Assessment Task 3
Learning Outcomes: 1,2,3,4
The research essay is an opportunity for you to examine in depth a specific issue related to international migration. It can be on any topic related to international (or internal) migration but it should be driven by a research question, and involve some data analysis and theory. Students should discuss their proposed topic with the course convenor before beginning their research and before the teaching break in April.
Academic integrity is a core part of the ANU culture as a community of scholars. At its heart, academic integrity is about behaving ethically, committing to honest and responsible scholarly practice and upholding these values with respect and fairness.
The ANU commits to assisting all members of our community to understand how to engage in academic work in ways that are consistent with, and actively support academic integrity. The ANU expects staff and students to be familiar with the academic integrity principle and Academic Misconduct Rule, uphold high standards of academic integrity and act ethically and honestly, to ensure the quality and value of the qualification that you will graduate with.
The Academic Misconduct Rule is in place to promote academic integrity and manage academic misconduct. Very minor breaches of the academic integrity principle may result in a reduction of marks of up to 10% of the total marks available for the assessment. The ANU offers a number of online and in person services to assist students with their assignments, examinations, and other learning activities. Visit the Academic Skills website for more information about academic integrity, your responsibilities and for assistance with your assignments, writing skills and study.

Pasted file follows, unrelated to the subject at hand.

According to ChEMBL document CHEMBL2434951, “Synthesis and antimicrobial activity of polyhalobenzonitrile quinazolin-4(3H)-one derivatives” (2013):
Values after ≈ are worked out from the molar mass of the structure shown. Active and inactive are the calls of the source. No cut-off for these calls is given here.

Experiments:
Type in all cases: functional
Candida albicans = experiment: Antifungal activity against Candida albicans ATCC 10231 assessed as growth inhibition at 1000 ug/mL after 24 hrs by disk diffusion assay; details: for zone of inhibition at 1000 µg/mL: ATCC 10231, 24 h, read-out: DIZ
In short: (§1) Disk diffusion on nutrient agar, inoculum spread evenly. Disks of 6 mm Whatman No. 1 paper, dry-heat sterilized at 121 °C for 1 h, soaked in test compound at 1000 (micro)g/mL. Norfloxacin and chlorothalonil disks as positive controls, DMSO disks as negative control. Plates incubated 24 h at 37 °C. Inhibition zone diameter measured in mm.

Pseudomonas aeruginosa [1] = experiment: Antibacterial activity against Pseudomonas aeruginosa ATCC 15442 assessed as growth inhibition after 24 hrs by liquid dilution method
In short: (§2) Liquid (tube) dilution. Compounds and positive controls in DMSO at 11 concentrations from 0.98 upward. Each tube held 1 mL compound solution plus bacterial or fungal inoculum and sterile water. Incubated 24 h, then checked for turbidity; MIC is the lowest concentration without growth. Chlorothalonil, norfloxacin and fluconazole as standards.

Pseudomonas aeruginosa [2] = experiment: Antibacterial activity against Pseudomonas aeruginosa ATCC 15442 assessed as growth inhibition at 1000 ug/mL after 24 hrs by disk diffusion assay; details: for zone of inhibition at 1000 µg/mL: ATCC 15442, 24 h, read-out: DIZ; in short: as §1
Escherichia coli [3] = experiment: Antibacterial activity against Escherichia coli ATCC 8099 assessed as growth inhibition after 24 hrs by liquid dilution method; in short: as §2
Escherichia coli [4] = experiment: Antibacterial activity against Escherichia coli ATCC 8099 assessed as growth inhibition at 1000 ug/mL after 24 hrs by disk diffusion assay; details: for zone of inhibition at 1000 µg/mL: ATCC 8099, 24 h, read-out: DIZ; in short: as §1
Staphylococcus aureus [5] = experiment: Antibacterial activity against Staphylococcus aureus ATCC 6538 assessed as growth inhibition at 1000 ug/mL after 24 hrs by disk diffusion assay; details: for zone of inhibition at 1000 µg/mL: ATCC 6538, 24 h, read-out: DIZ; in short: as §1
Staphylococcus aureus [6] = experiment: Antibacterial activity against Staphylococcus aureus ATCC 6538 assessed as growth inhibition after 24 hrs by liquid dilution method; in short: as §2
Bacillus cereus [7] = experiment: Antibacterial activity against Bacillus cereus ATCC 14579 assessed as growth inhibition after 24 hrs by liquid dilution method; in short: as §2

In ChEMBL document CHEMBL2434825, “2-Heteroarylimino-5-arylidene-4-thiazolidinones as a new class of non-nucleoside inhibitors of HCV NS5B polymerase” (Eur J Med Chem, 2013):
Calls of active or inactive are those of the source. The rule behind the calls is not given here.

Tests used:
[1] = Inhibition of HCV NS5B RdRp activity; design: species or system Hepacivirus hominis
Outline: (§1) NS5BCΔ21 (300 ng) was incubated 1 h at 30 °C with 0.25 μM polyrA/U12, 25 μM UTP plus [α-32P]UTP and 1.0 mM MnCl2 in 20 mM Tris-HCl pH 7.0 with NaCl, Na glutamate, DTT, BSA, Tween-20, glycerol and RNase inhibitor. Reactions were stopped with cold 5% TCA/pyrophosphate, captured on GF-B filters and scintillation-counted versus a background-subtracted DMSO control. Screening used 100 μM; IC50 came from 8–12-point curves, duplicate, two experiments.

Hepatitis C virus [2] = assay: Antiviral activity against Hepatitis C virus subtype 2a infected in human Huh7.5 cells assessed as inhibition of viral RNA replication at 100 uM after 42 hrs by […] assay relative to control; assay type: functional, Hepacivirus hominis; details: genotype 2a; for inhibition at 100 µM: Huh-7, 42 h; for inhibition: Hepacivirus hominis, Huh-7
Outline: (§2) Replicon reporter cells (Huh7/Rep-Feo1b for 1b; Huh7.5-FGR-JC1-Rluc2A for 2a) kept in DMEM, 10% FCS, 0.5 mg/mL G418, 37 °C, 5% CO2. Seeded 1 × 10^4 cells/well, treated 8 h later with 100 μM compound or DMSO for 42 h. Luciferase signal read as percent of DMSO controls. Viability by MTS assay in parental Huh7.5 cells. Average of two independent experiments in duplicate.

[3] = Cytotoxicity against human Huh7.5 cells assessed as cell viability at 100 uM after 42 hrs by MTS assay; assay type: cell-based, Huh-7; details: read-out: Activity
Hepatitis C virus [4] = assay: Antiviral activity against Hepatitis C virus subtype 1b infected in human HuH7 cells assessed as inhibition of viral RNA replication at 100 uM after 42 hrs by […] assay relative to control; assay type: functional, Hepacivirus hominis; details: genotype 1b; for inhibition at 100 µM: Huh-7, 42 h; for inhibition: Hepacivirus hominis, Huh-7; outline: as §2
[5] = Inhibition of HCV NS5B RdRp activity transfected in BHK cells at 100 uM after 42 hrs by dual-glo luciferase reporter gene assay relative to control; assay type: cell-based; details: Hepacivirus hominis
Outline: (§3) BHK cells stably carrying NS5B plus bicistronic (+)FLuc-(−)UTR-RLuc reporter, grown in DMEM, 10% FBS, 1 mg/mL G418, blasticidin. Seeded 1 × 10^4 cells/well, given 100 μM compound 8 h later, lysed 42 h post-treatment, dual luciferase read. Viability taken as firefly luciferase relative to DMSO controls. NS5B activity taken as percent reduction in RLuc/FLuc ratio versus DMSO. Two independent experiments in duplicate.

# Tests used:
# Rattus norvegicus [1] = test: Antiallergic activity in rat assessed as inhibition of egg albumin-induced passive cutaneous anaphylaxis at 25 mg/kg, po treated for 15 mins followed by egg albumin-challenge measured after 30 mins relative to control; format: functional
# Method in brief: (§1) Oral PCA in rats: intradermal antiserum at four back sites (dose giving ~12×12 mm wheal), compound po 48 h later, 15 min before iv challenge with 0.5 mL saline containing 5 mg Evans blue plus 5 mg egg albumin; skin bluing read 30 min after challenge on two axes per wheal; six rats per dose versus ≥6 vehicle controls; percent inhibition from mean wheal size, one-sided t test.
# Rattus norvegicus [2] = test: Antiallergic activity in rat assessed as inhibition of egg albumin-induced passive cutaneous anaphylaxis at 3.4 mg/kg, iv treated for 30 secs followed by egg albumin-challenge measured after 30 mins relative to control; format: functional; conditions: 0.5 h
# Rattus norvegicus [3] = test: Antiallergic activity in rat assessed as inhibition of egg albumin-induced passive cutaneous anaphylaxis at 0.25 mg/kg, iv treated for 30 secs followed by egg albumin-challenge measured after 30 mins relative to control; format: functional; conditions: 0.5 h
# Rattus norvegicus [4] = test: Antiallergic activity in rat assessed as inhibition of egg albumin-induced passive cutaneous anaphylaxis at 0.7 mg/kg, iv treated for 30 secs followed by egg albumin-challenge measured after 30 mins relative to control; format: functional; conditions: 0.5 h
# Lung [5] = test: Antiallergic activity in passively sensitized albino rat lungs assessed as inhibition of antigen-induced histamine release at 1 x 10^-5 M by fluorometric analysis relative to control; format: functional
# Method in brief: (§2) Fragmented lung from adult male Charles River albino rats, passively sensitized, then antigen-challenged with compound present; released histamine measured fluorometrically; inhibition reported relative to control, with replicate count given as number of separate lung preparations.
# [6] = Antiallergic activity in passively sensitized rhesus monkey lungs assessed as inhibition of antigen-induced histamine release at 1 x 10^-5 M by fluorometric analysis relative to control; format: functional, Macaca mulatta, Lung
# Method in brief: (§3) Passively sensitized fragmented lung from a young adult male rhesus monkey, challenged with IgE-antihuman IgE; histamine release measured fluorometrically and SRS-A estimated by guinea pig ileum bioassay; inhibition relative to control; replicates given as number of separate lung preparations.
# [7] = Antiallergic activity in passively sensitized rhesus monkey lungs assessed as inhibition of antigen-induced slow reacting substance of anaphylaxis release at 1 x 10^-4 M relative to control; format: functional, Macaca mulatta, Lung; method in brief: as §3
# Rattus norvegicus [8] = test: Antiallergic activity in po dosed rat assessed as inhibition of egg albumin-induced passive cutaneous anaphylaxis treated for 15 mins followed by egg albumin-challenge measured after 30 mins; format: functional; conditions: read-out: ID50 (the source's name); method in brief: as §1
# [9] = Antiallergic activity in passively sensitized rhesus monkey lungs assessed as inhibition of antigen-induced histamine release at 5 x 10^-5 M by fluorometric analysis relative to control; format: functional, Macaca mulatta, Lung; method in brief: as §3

You will be required to electronically sign a declaration as part of the submission of your assignment. Please keep a copy of the assignment for your records. Unless an exemption has been approved by the Associate Dean (Education) submission must be through Turnitin.
For some forms of assessment (hand written assignments, art works, laboratory notes, etc.) hard copy submission is appropriate when approved by the Associate Dean (Education). Hard copy submissions must utilise the Assignment Cover Sheet. Please keep a copy of tasks completed for your records.
Individual assessment tasks may or may not allow for late submission. Policy regarding late submission is detailed below:
- Late submission not permitted. If submission of assessment tasks without an extension after the due date is not permitted, a mark of 0 will be awarded.
- Late submission permitted. Late submission of assessment tasks without an extension are penalised at the rate of 5% of the possible marks available per working day or part thereof. Late submission of assessment tasks is not accepted after 10 working days after the due date, or on or after the date specified in the course outline for the return of the assessment item. Late submission is not accepted for take-home examinations.